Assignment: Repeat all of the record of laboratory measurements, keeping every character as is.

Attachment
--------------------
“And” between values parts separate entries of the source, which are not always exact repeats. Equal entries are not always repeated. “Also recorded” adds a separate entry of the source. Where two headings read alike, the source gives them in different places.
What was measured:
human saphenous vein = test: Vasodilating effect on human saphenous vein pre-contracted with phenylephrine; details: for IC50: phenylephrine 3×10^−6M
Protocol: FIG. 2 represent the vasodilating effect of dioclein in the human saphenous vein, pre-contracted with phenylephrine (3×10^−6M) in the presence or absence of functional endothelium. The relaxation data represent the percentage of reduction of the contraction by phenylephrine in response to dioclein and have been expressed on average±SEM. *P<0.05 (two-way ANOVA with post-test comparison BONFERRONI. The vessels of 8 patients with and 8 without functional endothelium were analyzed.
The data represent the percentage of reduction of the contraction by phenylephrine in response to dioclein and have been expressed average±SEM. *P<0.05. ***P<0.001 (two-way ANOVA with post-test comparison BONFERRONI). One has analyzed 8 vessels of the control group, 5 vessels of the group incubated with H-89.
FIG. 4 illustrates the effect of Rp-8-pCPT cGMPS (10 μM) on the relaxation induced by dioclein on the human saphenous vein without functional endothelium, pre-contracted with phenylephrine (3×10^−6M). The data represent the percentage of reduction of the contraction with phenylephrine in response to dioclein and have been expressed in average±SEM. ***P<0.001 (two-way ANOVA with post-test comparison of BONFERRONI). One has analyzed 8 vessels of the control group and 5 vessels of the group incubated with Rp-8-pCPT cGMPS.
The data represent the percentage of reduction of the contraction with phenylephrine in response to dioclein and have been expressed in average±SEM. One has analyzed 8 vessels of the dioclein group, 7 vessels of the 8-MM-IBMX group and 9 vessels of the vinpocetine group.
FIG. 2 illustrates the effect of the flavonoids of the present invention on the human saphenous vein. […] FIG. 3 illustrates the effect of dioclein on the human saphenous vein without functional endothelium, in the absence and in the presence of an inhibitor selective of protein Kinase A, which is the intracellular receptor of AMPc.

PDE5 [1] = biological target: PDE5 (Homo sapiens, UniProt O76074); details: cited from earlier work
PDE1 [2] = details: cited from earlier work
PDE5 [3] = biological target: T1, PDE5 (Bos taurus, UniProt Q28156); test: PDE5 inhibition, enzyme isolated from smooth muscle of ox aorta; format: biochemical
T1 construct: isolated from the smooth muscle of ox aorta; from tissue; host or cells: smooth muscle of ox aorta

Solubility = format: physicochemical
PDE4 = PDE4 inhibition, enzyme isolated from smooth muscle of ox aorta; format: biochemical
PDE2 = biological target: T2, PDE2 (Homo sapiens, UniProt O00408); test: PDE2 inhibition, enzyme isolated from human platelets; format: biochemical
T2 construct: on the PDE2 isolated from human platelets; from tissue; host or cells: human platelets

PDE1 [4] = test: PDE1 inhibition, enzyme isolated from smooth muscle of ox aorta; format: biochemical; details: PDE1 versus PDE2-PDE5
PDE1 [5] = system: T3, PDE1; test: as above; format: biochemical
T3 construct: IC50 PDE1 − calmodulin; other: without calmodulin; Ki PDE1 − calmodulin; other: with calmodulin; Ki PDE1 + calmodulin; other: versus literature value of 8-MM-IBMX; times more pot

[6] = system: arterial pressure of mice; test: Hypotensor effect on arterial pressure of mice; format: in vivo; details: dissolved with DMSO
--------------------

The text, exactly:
“And” between values parts separate entries of the source, which are not always exact repeats. Equal entries are not always repeated. “Also recorded” adds a separate entry of the source. Where two headings read alike, the source gives them in different places.
What was measured:
human saphenous vein = test: Vasodilating effect on human saphenous vein pre-contracted with phenylephrine; details: for IC50: phenylephrine 3×10^−6M
Protocol: FIG. 2 represent the vasodilating effect of dioclein in the human saphenous vein, pre-contracted with phenylephrine (3×10^−6M) in the presence or absence of functional endothelium. The relaxation data represent the percentage of reduction of the contraction by phenylephrine in response to dioclein and have been expressed on average±SEM. *P<0.05 (two-way ANOVA with post-test comparison BONFERRONI. The vessels of 8 patients with and 8 without functional endothelium were analyzed.
The data represent the percentage of reduction of the contraction by phenylephrine in response to dioclein and have been expressed average±SEM. *P<0.05. ***P<0.001 (two-way ANOVA with post-test comparison BONFERRONI). One has analyzed 8 vessels of the control group, 5 vessels of the group incubated with H-89.
FIG. 4 illustrates the effect of Rp-8-pCPT cGMPS (10 μM) on the relaxation induced by dioclein on the human saphenous vein without functional endothelium, pre-contracted with phenylephrine (3×10^−6M). The data represent the percentage of reduction of the contraction with phenylephrine in response to dioclein and have been expressed in average±SEM. ***P<0.001 (two-way ANOVA with post-test comparison of BONFERRONI). One has analyzed 8 vessels of the control group and 5 vessels of the group incubated with Rp-8-pCPT cGMPS.
The data represent the percentage of reduction of the contraction with phenylephrine in response to dioclein and have been expressed in average±SEM. One has analyzed 8 vessels of the dioclein group, 7 vessels of the 8-MM-IBMX group and 9 vessels of the vinpocetine group.
FIG. 2 illustrates the effect of the flavonoids of the present invention on the human saphenous vein. […] FIG. 3 illustrates the effect of dioclein on the human saphenous vein without functional endothelium, in the absence and in the presence of an inhibitor selective of protein Kinase A, which is the intracellular receptor of AMPc.

PDE5 [1] = biological target: PDE5 (Homo sapiens, UniProt O76074); details: cited from earlier work
PDE1 [2] = details: cited from earlier work
PDE5 [3] = biological target: T1, PDE5 (Bos taurus, UniProt Q28156); test: PDE5 inhibition, enzyme isolated from smooth muscle of ox aorta; format: biochemical
T1 construct: isolated from the smooth muscle of ox aorta; from tissue; host or cells: smooth muscle of ox aorta

Solubility = format: physicochemical
PDE4 = PDE4 inhibition, enzyme isolated from smooth muscle of ox aorta; format: biochemical
PDE2 = biological target: T2, PDE2 (Homo sapiens, UniProt O00408); test: PDE2 inhibition, enzyme isolated from human platelets; format: biochemical
T2 construct: on the PDE2 isolated from human platelets; from tissue; host or cells: human platelets

PDE1 [4] = test: PDE1 inhibition, enzyme isolated from smooth muscle of ox aorta; format: biochemical; details: PDE1 versus PDE2-PDE5
PDE1 [5] = system: T3, PDE1; test: as above; format: biochemical
T3 construct: IC50 PDE1 − calmodulin; other: without calmodulin; Ki PDE1 − calmodulin; other: with calmodulin; Ki PDE1 + calmodulin; other: versus literature value of 8-MM-IBMX; times more pot

[6] = system: arterial pressure of mice; test: Hypotensor effect on arterial pressure of mice; format: in vivo; details: dissolved with DMSO